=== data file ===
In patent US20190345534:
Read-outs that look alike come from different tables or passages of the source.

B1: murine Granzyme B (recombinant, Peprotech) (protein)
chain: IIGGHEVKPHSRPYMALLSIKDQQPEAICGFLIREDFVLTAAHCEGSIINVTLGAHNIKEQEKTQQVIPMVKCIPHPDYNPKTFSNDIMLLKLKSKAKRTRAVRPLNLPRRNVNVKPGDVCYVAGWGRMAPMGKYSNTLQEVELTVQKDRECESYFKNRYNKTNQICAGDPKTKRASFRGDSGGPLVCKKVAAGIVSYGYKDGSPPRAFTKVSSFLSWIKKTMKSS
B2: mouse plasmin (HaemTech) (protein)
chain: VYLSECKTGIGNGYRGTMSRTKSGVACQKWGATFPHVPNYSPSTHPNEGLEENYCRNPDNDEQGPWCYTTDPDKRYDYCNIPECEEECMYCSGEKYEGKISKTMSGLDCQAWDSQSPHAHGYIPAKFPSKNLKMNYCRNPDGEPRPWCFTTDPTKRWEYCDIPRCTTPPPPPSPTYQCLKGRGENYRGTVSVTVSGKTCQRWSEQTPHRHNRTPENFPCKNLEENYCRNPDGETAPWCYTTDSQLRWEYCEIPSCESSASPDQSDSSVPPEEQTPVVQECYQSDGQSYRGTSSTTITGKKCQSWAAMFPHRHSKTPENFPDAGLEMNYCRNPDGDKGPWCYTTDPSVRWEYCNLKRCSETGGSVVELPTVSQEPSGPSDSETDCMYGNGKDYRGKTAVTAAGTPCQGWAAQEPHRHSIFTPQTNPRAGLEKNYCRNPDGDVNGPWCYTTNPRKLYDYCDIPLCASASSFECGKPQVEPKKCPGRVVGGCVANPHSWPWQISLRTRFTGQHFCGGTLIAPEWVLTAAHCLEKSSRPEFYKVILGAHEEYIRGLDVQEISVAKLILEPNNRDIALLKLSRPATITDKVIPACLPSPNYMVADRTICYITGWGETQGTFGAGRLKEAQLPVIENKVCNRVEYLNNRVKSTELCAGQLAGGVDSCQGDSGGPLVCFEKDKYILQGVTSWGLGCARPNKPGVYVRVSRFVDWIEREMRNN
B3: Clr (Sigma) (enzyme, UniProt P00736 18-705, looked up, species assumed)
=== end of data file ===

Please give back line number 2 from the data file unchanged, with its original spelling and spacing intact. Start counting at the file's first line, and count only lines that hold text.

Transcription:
Read-outs that look alike come from different tables or passages of the source.